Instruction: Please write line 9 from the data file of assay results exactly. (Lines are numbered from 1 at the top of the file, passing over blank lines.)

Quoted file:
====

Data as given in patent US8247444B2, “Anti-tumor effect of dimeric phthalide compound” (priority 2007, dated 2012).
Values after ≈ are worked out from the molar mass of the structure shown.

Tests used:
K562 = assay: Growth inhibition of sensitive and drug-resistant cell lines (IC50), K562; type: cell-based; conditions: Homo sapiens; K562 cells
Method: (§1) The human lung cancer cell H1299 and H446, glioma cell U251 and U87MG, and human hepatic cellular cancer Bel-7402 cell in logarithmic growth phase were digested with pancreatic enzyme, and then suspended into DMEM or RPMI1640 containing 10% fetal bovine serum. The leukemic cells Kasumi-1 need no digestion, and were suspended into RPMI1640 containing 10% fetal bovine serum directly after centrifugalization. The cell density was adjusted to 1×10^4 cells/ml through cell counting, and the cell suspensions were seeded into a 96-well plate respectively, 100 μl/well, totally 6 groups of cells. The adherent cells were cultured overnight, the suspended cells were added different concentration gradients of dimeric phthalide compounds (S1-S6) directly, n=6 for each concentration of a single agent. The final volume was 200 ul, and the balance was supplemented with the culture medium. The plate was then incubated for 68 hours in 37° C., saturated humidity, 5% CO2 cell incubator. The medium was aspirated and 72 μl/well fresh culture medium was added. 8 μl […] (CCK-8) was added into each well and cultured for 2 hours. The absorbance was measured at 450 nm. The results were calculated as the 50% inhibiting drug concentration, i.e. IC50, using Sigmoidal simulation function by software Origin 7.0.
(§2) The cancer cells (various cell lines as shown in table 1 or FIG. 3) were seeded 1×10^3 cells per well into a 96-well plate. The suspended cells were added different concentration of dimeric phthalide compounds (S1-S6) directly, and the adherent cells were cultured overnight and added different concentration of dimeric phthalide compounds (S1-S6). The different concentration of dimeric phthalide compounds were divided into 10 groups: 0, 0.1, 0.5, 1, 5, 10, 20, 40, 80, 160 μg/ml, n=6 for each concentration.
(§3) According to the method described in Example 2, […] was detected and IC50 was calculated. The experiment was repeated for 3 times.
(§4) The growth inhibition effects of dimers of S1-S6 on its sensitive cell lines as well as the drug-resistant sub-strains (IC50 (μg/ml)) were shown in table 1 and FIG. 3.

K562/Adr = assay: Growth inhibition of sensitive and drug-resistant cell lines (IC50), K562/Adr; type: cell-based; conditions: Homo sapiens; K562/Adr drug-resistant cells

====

K562/Adr = assay: Growth inhibition of sensitive and drug-resistant cell lines (IC50), K562/Adr; type: cell-based; conditions: Homo sapiens; K562/Adr drug-resistant cells